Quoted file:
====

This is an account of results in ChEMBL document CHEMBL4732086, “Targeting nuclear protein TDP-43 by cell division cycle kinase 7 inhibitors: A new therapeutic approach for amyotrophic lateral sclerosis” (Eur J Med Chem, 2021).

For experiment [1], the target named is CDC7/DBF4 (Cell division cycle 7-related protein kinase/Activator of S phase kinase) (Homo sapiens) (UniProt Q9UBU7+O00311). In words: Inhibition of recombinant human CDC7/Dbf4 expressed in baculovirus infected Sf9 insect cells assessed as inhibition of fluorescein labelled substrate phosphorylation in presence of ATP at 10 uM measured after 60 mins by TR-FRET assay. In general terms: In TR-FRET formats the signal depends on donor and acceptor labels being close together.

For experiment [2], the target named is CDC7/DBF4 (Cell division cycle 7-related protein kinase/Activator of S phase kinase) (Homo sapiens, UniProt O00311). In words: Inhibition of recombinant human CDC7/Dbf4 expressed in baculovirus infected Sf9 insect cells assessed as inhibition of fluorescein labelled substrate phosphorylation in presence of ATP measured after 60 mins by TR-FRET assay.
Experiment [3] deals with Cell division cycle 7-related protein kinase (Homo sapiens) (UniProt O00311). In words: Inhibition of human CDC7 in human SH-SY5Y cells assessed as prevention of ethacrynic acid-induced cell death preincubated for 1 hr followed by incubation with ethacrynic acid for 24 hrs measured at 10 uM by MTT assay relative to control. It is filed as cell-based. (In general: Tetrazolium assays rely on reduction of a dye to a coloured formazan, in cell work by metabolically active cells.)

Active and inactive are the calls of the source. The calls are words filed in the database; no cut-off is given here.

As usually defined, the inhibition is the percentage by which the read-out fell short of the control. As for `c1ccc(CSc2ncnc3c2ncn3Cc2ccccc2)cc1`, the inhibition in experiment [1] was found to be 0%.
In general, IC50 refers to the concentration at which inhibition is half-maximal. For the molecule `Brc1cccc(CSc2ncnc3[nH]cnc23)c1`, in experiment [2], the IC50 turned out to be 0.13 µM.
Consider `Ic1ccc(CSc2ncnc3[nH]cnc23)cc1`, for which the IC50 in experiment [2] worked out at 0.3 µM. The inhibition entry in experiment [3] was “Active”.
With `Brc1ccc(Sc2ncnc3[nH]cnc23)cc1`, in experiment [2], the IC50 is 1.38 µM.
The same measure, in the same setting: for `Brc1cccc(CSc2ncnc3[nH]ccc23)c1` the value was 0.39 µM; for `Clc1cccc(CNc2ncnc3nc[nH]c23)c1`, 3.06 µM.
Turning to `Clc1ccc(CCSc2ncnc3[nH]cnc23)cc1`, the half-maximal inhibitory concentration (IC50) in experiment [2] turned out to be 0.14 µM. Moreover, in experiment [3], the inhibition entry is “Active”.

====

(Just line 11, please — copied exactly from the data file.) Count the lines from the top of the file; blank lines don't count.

Turning to `Clc1ccc(CCSc2ncnc3[nH]cnc23)cc1`, the half-maximal inhibitory concentration (IC50) in experiment [2] turned out to be 0.14 µM. Moreover, in experiment [3], the inhibition entry is “Active”.